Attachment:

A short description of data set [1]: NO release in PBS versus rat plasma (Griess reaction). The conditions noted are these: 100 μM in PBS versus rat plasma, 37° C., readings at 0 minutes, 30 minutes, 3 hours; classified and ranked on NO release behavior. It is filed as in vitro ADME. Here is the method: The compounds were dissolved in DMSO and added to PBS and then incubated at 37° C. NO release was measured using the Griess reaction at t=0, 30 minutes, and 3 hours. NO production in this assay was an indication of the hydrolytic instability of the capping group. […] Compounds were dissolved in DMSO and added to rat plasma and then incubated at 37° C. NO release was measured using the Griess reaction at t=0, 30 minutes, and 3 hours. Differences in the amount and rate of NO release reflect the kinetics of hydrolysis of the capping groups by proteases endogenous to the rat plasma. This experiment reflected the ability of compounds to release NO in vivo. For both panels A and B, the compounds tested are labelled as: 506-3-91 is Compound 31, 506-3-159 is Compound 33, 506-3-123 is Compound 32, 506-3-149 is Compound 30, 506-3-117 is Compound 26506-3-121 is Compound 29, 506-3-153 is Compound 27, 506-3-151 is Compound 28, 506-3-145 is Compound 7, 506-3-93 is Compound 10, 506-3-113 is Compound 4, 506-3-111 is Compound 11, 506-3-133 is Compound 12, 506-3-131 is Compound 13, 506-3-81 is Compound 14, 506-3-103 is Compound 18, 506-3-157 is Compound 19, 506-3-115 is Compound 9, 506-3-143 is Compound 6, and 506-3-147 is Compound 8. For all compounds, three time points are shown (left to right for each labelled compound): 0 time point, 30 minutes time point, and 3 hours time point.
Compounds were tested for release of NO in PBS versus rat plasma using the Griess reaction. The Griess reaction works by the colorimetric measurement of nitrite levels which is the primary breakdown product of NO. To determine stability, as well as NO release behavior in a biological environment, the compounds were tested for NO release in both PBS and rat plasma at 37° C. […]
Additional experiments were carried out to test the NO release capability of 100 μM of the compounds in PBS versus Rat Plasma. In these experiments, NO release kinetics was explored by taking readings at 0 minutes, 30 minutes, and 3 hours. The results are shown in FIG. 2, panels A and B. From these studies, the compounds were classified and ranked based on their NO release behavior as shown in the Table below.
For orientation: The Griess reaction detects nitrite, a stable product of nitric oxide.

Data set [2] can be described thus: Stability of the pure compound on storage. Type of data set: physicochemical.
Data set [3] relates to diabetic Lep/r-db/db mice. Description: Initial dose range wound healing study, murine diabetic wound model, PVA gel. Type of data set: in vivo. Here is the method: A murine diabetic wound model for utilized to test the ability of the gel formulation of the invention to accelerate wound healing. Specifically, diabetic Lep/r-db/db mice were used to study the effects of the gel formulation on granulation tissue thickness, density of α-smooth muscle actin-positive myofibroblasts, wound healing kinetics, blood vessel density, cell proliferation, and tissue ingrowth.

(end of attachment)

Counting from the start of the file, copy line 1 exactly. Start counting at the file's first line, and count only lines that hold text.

A short description of data set [1]: NO release in PBS versus rat plasma (Griess reaction). The conditions noted are these: 100 μM in PBS versus rat plasma, 37° C., readings at 0 minutes, 30 minutes, 3 hours; classified and ranked on NO release behavior. It is filed as in vitro ADME. Here is the method: The compounds were dissolved in DMSO and added to PBS and then incubated at 37° C. NO release was measured using the Griess reaction at t=0, 30 minutes, and 3 hours. NO production in this assay was an indication of the hydrolytic instability of the capping group. […] Compounds were dissolved in DMSO and added to rat plasma and then incubated at 37° C. NO release was measured using the Griess reaction at t=0, 30 minutes, and 3 hours. Differences in the amount and rate of NO release reflect the kinetics of hydrolysis of the capping groups by proteases endogenous to the rat plasma. This experiment reflected the ability of compounds to release NO in vivo. For both panels A and B, the compounds tested are labelled as: 506-3-91 is Compound 31, 506-3-159 is Compound 33, 506-3-123 is Compound 32, 506-3-149 is Compound 30, 506-3-117 is Compound 26506-3-121 is Compound 29, 506-3-153 is Compound 27, 506-3-151 is Compound 28, 506-3-145 is Compound 7, 506-3-93 is Compound 10, 506-3-113 is Compound 4, 506-3-111 is Compound 11, 506-3-133 is Compound 12, 506-3-131 is Compound 13, 506-3-81 is Compound 14, 506-3-103 is Compound 18, 506-3-157 is Compound 19, 506-3-115 is Compound 9, 506-3-143 is Compound 6, and 506-3-147 is Compound 8. For all compounds, three time points are shown (left to right for each labelled compound): 0 time point, 30 minutes time point, and 3 hours time point.